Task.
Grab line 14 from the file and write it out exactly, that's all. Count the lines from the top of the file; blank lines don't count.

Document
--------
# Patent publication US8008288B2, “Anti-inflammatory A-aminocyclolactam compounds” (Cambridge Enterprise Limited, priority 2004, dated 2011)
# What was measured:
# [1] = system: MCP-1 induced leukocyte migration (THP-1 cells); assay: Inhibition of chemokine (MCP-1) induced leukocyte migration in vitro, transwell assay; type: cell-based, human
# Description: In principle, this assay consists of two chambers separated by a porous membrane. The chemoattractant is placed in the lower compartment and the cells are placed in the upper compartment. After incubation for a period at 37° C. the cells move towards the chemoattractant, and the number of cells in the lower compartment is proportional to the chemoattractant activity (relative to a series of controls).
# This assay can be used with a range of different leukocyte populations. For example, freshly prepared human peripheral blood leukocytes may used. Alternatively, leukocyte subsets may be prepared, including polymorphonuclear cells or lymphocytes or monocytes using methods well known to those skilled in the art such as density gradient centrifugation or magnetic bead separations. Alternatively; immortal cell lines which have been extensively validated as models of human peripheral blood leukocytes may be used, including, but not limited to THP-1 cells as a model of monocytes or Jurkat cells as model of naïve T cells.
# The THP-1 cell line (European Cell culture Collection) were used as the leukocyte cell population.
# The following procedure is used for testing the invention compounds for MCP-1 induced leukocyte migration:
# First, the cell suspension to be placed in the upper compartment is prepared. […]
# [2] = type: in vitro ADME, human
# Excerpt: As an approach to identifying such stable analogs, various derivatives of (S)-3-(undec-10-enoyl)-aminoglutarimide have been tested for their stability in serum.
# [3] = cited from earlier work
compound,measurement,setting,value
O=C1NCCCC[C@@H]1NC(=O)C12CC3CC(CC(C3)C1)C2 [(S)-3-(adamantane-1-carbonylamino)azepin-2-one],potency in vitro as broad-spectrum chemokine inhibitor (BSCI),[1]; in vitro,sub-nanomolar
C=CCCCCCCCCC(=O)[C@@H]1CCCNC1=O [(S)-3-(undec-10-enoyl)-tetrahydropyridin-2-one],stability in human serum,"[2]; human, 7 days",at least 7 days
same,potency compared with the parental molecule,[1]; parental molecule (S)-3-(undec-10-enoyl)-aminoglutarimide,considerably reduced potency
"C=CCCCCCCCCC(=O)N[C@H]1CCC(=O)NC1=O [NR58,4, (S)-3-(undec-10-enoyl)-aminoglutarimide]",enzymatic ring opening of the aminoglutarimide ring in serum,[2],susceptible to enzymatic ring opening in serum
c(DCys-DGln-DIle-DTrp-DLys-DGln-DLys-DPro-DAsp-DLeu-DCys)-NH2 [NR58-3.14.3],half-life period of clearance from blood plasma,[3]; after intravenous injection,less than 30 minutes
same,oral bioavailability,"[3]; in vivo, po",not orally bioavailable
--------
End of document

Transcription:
C=CCCCCCCCCC(=O)[C@@H]1CCCNC1=O [(S)-3-(undec-10-enoyl)-tetrahydropyridin-2-one],stability in human serum,"[2]; human, 7 days",at least 7 days